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Park City
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As Winter Approaches, Park City Businesses Expect the Unexpected

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Jen Silva
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With winter right around the corner and COVID-19 as uncertain as ever, how is the local business community preparing for a winter tourist season unlike any they’ve ever seen before? Although projections are down, local businesses are hopeful for a pleasant surprise this winter. 

 

COVID-19 has been a real challenge for economies everywhere, but Park City’s tourism-focused economy has faced problems few other cities have.

 

Park City’s economy relies largely on what is considered “imported money” -- That’s money that comes into the economy from elsewhere through tourism. 

 

With travel restricted worldwide due to the pandemic and many would-be vacationers wary of venturing too far from home, the city’s businesses had to get creative.

 

Car-free Sundays provided an opportunity for merchants to conduct business outside on Main Street. Some businesses even reported record sales despite the pandemic. Other sectors of the economy still struggled.

The Historic Park City Alliance represents the business community in downtown Park City. The Park City Chamber and Visitors Bureau told the group on Tuesday that visitation was down 49% from 2019 numbers earlier in the summer but increased month-over-month as the year progressed.

 

HPCA Executive Director Alison Kuhlow tells KPCW although lodging numbers are still down, the monthly improvements were a promising sign heading into the winter tourist season.     

 

“We’re still under last year, but to see that people are getting more comfortable with navigating their lives with the regulations and vacationing with the regulations that we hope to continue to see the growth and start to see those numbers increase.”

 

Despite the better than anticipated outlook, Kuhlow says it’s important to recognize that visitations are still expected to be significantly down compared to a normal year. The greater Park City area had record economic years pre-pandemic and was on pace for another before the virus hit in March.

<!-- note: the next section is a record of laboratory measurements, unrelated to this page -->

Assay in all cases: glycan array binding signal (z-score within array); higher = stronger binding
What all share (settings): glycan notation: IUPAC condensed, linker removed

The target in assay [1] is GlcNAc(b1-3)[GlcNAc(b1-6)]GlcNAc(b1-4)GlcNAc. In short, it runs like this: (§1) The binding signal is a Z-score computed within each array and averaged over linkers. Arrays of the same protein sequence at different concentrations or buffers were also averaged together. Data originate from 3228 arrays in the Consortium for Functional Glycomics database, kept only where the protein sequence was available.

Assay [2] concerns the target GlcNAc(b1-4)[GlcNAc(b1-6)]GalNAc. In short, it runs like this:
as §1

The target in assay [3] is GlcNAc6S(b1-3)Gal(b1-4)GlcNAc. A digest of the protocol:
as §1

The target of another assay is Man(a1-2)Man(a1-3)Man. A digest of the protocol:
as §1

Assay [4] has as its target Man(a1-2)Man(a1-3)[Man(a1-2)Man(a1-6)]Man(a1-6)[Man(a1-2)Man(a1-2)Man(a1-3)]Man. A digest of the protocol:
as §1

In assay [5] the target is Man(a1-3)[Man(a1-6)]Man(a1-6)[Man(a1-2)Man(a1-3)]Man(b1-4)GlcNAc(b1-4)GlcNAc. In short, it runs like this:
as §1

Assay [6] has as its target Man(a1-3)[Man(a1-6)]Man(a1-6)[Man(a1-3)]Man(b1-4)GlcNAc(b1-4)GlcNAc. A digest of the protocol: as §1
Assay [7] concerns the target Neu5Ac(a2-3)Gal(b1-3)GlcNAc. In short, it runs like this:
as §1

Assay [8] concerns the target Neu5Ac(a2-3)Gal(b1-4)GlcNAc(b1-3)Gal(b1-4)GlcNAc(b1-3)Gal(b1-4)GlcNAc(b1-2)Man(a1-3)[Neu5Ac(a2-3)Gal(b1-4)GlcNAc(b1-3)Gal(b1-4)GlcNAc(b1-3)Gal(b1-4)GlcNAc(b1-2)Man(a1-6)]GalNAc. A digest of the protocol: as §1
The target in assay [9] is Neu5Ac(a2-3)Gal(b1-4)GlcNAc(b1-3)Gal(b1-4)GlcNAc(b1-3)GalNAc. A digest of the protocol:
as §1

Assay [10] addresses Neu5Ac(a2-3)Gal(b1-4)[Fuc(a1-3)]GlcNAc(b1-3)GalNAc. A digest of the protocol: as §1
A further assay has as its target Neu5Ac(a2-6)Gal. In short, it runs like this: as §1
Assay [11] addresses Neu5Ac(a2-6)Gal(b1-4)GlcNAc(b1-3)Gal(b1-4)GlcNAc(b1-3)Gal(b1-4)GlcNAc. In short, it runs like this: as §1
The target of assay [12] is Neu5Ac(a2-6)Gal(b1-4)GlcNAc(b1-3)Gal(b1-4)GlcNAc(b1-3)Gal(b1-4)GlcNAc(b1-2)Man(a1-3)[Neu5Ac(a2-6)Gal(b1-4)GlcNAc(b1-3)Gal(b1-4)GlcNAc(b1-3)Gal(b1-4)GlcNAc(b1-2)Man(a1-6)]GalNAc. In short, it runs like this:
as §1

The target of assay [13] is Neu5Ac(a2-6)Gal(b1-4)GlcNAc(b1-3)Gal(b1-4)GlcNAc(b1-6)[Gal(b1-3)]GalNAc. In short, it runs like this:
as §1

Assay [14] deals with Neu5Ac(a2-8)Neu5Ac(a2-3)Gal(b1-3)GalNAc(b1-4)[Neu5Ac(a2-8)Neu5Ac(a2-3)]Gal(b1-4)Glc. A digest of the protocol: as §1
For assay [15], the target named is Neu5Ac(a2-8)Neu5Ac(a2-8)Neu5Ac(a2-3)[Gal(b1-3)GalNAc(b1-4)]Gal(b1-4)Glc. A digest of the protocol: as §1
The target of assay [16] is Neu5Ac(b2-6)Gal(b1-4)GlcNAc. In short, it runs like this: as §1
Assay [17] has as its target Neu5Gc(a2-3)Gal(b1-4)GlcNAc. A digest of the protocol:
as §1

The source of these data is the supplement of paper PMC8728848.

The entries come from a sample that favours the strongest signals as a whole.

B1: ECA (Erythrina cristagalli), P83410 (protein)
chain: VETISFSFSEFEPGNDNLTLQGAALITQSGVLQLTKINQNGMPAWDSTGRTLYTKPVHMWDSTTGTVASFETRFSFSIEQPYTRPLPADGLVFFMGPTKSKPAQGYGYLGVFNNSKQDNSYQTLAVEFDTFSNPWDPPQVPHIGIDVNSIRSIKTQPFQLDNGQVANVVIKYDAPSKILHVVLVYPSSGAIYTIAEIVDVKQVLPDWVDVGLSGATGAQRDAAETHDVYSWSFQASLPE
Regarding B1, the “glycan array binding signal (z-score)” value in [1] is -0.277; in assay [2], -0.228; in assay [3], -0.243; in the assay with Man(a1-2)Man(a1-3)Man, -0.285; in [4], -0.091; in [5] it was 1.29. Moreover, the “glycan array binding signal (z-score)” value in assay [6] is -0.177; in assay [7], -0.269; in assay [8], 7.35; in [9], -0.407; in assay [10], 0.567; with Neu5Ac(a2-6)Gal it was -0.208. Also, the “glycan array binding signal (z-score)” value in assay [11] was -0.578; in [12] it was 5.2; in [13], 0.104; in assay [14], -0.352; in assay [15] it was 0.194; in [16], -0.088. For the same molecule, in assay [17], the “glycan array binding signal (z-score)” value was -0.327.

“The numbers looking forward into the winter aren’t great,” Kuhlow said. “I mean, we’re still looking at about 50% down through January, February, and March, but each 30-day period, we’re seeing those numbers start to decline so that we’re getting closer and closer to what we had seen previously. But, again, still significantly down.”

 

Air travel is still greatly reduced and not likely to change until a vaccine is widely available. With a significant chunk of potential visitors to Park City unlikely to travel, the city has instead had to target the drive-to markets of the Wasatch Front and other areas within a day’s drive.

 

Kuhlow says this could create another problem: traffic and parking.

 

“I think one thing we’re looking to acknowledge is that there’s going to be more visitors with vehicles,” she said. “Many people may not be as comfortable on public transportation or using rideshares so that’s something we want to look at. The other thing is that we are anticipating that we will be pleasantly surprised, just as we were this summer, but that means that we have to plan for town to turn around, essentially, in five days of it going seemingly slow to absolutely busy. It really is just trying to make sure that we can be ready if we see increased traffic than what we anticipate.” 

 

As the weather cools down and winter approaches, there’s still so much that simply can’t be known. Will there be a “second wave” of COVID-19? When will an effective vaccine become available to the public? What if it’s a terrible snow year?   

 

Kuhlow says it’s all about being adaptable and acknowledging, at this point, anything could happen.

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